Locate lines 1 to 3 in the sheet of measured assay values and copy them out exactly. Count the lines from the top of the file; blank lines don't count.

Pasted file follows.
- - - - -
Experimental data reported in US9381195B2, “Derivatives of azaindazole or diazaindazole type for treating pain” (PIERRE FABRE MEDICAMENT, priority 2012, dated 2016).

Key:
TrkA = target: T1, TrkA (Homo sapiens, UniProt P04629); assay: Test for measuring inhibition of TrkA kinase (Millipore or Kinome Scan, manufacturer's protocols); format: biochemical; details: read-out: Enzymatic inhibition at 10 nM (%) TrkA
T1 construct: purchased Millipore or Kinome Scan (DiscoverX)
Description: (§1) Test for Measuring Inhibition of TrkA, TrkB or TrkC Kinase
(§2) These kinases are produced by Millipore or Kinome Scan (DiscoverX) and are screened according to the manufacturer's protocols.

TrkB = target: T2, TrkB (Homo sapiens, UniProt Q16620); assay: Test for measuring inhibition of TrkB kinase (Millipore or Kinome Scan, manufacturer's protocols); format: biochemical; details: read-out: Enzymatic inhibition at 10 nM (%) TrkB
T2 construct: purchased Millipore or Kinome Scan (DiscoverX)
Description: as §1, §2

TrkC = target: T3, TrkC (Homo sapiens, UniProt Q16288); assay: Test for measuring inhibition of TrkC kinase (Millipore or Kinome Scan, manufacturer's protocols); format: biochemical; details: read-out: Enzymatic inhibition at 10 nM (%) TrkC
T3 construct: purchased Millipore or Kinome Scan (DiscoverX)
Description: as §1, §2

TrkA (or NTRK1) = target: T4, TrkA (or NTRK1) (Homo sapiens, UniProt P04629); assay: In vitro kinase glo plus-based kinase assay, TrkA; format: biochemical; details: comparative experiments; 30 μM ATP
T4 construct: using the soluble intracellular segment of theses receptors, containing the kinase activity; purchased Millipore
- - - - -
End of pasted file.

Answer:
Experimental data reported in US9381195B2, “Derivatives of azaindazole or diazaindazole type for treating pain” (PIERRE FABRE MEDICAMENT, priority 2012, dated 2016).

Key:
TrkA = target: T1, TrkA (Homo sapiens, UniProt P04629); assay: Test for measuring inhibition of TrkA kinase (Millipore or Kinome Scan, manufacturer's protocols); format: biochemical; details: read-out: Enzymatic inhibition at 10 nM (%) TrkA